One of the big consulting companies uses VSM as a standard method

Schwaninger and Umpleby consulting group smashes McKinsey and Boston Consulting Group in profits and sales in organization practice

 

USING THE VSM EVERY DAY

VSM is the basis for daily business

Routine use of the VSM in management practice

VSM is used internally in some organizations (not via consultants)

 

BETTER SELF-UNDERSTANDING

VSM is known by managers

Responsible co-workers (due to better understanding of how the organization works)

Competencies are better known by everyone

 

VSM IS KNOWN AND TAUGHT IN BUSINESS SCHOOLS

On-going research on the VSM and its utility

 

 

CONTRADICTIONS

 

LACK OF POPULARITY AND SUCCESS STORIES

Different goals lead to different understanding of the company

Practical implications (daily details) are not elaborated yet and not tested on a larger scale

Missing proof of superiority

No marketing to promote the VSM

What is exactly the strategic aim/ purpose of VSM?

Lack of clear goal

Traditional business schools stick to their old style

Uncommon inventor (Beer)

No success stories from firms that already use the VSM

Organizations think they already are “viable” without using the VSM

 

UNCLEAR COST-BENEFIT RATIO

Does VSM provide a benefit to the customer?

Benefit (for daily use) is not clear

Just another tool:  It is time-consuming and the benefits are unclear

First only the COSTS are visible

The possible outcomes and gains of using the VSM are unclear

Is using the VSM worth the change effort required to implement it?

Perceived to be of benefit only to consultants

 

MISSING TOOLS

Measurement methods are needed:  How do we know that we are a viable organization?

Education of employees is needed

Do we have the right data to achieve good results using VSM?

People have no competence in using the VSM (no experience)

Who designs the company specific VSM tools?  What are the costs?

VSM is TOO holistic: organizations need special modules for special problems, like SAP

 

EMOTIONAL RESISTANCE

People might feel uncomfortable using a biological metaphor in business

Middle managers fear losing power

Differences in culture

Not invented here effects

Resistance to “new methods”

Unclear incentives for employees

 

VSM PERCEIVED TO BE TOO COMPLEX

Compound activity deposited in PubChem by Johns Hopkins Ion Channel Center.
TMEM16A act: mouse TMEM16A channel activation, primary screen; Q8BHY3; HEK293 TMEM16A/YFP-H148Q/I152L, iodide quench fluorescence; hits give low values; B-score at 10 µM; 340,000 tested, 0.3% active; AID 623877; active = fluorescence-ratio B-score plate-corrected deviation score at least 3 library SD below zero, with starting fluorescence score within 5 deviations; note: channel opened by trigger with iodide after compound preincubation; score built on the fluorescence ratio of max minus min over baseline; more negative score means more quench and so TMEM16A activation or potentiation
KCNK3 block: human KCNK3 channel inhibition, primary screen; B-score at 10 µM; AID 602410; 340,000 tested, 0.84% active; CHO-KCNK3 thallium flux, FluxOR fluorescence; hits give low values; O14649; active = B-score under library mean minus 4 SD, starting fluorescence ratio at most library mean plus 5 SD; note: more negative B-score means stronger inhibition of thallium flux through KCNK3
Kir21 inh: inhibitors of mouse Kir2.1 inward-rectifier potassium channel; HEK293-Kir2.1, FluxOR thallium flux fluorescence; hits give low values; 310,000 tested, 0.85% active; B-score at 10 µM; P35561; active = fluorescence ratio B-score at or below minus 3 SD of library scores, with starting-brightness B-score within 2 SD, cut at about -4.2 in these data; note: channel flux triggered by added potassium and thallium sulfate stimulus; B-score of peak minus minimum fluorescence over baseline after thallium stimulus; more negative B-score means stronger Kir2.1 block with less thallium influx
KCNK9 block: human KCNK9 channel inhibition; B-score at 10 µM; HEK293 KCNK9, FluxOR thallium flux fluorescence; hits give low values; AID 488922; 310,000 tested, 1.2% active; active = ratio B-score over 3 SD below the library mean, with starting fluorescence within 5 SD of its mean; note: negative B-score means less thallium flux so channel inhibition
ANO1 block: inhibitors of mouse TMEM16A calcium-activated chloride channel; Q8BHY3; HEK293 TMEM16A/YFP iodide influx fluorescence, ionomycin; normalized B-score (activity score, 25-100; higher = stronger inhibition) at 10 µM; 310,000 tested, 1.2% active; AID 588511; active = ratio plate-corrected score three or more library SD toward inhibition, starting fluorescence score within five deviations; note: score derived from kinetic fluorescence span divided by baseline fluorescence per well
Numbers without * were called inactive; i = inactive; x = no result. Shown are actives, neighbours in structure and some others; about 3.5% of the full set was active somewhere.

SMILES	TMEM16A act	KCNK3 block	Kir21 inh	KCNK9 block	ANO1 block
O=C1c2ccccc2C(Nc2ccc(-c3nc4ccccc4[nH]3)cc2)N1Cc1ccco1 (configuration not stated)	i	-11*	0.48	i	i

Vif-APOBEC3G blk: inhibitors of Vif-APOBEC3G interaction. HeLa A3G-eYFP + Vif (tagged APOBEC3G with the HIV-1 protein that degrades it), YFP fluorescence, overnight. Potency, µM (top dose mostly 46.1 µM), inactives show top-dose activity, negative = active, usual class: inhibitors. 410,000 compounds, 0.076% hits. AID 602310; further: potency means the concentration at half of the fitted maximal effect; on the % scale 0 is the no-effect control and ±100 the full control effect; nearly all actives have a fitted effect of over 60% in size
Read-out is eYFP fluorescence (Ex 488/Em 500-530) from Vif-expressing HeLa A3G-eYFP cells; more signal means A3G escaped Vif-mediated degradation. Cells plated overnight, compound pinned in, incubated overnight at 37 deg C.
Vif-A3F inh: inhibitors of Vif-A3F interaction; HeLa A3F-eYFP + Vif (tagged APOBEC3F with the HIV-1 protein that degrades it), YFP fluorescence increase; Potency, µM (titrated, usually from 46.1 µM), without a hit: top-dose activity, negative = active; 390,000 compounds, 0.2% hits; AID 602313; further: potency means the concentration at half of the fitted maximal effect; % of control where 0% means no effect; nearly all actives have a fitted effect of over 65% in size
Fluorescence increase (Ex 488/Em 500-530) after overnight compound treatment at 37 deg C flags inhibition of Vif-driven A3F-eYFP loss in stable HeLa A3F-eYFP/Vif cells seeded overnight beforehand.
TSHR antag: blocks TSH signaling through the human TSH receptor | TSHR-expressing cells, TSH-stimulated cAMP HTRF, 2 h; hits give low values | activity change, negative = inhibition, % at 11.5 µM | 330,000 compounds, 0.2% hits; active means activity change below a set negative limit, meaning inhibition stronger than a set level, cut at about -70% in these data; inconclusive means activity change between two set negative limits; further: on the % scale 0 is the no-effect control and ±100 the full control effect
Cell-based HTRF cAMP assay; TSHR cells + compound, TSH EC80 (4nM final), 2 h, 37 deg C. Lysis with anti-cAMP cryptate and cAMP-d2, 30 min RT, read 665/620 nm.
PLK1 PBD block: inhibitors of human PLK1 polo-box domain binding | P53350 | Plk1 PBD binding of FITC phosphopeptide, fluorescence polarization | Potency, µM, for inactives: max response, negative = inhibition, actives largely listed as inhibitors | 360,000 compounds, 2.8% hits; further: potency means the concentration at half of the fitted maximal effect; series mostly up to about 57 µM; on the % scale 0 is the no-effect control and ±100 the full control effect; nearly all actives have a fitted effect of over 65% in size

VSM is not easy or simple to transfer

VSM language is different from people’s daily/ usual language

VSM is perceived as much too theoretical by colleagues

A large effort is necessary to maintain everyone’s awareness of the VSM

 

TIME INTENSE IMPLEMENTATION

No time for change and experimentation

VSM could mean additional bureaucracy

Existing capacities are totally absorbed by day-to-day business; so no time for VSM

VSM might be regarded as an extra exercise, in addition to daily business

 

MISSING INCENTIVES FOR THE CONSULTING INDUSTRY

What are the incentives for consulting firms?

If companies would routinely use the VSM, consultants would lose their cash cows

Do consulting companies that focus on VSM survive?

 

 

STRATEGIES

 

DO PROMOTION

Publish articles in practitioners magazines (e.g., HBR)

Create a marketing strategy for the VSM comparable to quality awards

Provide success stories

Create marketing ideas and materials

Find a well-known and admired leader that supports VSM (e.g., Jack Welch)

 

SHOW FEASIBILITY AND CREATE CONFIDENCE

Search for successful examples and promote them

Implement prototypes

Install VSM in all social levels:  families, govt agencies, NGOs, big corporations, SMEs

Place VSM supporters in big consulting firms

 

ACADEMIC RESEARCH

Organize VSM conferences and symposia

Do extensive research on practical implications and benefits

Offer a 2 week short course to provide interested scholars with the VSM foundations

Prove its success through experiments and trials

 

FIND MONEY FOR RESEARCH

Find a rich supporter to provide $30 million to fund the research

Obtain funding

 

INCORPORATE VSM INTO EXISTING TOOLS

Use VSM as an “umbrella” concept

Add VSM ideas to quality award criteria

 

DEVELOP TOOLS

Incorporate VSM ideas into big software packages

 

 

REFERENCES

 

Prytula, Yaroslav, Dragana Cimesa, and Stuart Umpleby, “Improving the Performance of Universities in Transitional Economies,” Presented at the annual meeting of the Alliance of Universities for Democracy, Pecs, Hungary, November 2004.

 

Umpleby, S.,  Medvedeva, T. and Oyler, A. “The Technology of Participation as a Means of Improving Universities in Transitional Economies,”  World Futures, Vol. 6, Nos. 1-2, pp. 129-136.

 

Umpleby, S. and  Oyler, A.  “A Global Strategy for Human Development:  The Work of the Institute of Cultural Affairs,”  Proceedings of the annual meeting of the International Society for the Systems Sciences, Crete, Greece, July 7-11, 2003.